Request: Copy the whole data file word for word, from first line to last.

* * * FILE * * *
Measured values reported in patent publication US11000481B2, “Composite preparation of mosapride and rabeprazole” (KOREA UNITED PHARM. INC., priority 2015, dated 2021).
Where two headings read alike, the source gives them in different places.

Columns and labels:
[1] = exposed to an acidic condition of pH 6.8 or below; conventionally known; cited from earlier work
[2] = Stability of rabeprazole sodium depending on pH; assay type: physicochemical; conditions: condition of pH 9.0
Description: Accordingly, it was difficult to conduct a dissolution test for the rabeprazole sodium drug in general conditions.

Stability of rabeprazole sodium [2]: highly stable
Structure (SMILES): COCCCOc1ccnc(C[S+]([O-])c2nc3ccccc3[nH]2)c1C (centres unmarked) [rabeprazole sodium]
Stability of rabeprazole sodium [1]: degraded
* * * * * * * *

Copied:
Measured values reported in patent publication US11000481B2, “Composite preparation of mosapride and rabeprazole” (KOREA UNITED PHARM. INC., priority 2015, dated 2021).
Where two headings read alike, the source gives them in different places.

Columns and labels:
[1] = exposed to an acidic condition of pH 6.8 or below; conventionally known; cited from earlier work
[2] = Stability of rabeprazole sodium depending on pH; assay type: physicochemical; conditions: condition of pH 9.0
Description: Accordingly, it was difficult to conduct a dissolution test for the rabeprazole sodium drug in general conditions.

Stability of rabeprazole sodium [2]: highly stable
Structure (SMILES): COCCCOc1ccnc(C[S+]([O-])c2nc3ccccc3[nH]2)c1C (centres unmarked) [rabeprazole sodium]
Stability of rabeprazole sodium [1]: degraded